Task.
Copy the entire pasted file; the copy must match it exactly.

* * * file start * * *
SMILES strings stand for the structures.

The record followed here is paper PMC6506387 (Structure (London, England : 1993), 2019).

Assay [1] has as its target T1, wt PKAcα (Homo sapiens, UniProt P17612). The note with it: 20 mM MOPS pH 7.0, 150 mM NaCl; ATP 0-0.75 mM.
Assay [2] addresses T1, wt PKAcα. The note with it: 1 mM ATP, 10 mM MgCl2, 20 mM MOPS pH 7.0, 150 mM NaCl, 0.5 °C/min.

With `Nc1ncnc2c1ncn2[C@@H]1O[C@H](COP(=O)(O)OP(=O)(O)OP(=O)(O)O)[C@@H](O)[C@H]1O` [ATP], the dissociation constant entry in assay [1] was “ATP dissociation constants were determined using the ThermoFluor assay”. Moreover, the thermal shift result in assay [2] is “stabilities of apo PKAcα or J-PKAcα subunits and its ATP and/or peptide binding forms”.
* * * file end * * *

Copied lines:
SMILES strings stand for the structures.

The record followed here is paper PMC6506387 (Structure (London, England : 1993), 2019).

Assay [1] has as its target T1, wt PKAcα (Homo sapiens, UniProt P17612). The note with it: 20 mM MOPS pH 7.0, 150 mM NaCl; ATP 0-0.75 mM.
Assay [2] addresses T1, wt PKAcα. The note with it: 1 mM ATP, 10 mM MgCl2, 20 mM MOPS pH 7.0, 150 mM NaCl, 0.5 °C/min.

With `Nc1ncnc2c1ncn2[C@@H]1O[C@H](COP(=O)(O)OP(=O)(O)OP(=O)(O)O)[C@@H](O)[C@H]1O` [ATP], the dissociation constant entry in assay [1] was “ATP dissociation constants were determined using the ThermoFluor assay”. Moreover, the thermal shift result in assay [2] is “stabilities of apo PKAcα or J-PKAcα subunits and its ATP and/or peptide binding forms”.